Mandela was no saint, says de Klerk
FW de Klerk, South Africa's last white president, called Nelson Mandela yesterday a "brutal and unfair" opponent and said he was no "holy man", angering the African National Congress.
Mr de Klerk (76) who in 1993 won the Nobel Peace Prize jointly with Mr Mandela, said the anti-apartheid hero was a principled man of "stature and strength", but was never a faultless figure.
"I do not subscribe to the general hagiography surrounding Mandela," he said in a speech in Johannesburg.
"He was by no means the avuncular and saint-like figure so widely depicted today."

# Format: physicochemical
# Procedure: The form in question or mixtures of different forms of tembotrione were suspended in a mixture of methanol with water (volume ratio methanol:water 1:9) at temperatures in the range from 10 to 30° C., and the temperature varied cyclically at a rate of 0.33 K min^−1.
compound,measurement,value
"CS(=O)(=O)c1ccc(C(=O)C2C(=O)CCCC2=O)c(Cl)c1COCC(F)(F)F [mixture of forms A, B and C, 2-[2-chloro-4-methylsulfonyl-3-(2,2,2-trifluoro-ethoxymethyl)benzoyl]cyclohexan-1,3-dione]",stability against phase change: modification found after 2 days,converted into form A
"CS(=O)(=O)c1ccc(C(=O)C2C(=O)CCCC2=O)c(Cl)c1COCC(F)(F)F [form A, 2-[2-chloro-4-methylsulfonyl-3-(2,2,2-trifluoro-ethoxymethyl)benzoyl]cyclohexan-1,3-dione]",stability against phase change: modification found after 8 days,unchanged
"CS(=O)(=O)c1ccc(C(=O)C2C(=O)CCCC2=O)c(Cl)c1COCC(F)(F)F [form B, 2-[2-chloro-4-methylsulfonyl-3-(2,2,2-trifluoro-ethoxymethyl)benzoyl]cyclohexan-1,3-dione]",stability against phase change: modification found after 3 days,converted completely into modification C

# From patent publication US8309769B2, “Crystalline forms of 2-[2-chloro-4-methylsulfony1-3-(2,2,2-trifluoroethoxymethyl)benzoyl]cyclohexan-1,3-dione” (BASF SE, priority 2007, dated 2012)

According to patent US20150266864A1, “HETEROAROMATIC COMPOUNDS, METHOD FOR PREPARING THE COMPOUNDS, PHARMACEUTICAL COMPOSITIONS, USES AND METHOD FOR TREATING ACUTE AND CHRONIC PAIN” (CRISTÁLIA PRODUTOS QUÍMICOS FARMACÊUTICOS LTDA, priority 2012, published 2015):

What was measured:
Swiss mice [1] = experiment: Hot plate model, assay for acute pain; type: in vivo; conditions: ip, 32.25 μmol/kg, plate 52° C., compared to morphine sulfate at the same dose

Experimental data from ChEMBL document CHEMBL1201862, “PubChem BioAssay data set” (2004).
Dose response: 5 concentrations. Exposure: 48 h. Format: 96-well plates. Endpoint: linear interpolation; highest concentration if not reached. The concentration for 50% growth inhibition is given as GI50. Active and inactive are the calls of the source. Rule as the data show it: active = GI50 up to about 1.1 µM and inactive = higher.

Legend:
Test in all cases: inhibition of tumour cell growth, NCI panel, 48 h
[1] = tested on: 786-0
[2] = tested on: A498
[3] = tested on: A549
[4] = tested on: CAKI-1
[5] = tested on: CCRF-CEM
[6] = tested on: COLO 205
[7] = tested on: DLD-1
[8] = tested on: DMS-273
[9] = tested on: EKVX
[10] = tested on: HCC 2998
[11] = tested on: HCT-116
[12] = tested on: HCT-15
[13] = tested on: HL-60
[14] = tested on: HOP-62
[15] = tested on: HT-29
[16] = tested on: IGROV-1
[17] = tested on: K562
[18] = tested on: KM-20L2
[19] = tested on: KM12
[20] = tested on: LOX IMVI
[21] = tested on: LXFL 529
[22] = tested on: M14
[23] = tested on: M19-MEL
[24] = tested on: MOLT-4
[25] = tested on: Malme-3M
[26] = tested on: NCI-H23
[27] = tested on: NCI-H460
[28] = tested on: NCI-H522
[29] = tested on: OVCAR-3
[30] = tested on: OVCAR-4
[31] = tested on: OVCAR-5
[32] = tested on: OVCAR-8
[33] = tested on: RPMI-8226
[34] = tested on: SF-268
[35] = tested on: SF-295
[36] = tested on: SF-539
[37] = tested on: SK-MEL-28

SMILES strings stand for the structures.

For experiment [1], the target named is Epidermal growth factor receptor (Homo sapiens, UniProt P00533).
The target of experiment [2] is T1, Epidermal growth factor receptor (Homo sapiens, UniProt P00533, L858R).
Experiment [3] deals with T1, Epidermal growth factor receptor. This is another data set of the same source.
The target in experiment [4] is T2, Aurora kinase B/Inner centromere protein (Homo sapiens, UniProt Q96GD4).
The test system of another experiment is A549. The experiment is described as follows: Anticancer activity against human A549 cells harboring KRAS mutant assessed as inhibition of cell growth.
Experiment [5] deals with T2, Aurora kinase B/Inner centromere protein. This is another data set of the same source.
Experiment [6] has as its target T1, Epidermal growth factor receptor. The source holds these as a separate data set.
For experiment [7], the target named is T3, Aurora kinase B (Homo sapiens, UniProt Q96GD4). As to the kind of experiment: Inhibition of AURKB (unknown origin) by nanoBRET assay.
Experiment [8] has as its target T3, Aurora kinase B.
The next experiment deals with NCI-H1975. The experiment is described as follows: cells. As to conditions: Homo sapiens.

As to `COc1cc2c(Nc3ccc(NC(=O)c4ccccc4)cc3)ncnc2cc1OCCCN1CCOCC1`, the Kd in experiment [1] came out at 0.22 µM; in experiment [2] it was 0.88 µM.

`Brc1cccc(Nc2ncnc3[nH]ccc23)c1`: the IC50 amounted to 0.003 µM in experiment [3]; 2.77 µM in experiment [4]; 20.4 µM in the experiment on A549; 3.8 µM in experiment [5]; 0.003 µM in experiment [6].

The ruling ANC said Mr de Klerk was "poisoning" the country with his remarks, and could not acknowledge Mr Mandela's bravery because the former president was black.
Keith Khoza, a spokesman, said: "De Klerk should acknowledge Mandela and his achievements and understand that his time has passed as a president."
Mr de Klerk also spoke glowingly about Margaret Thatcher as a great leader who "took on the unions and won -- and subsequently she took on the Argentinians and beat them".
Mr de Klerk last month warned against ANC plans for a "second transition", amid concerns South Africa's post-1994 constitution will be subverted. (© Daily Telegraph, London)
Ex-president's words 'poisoning' country, claims ANC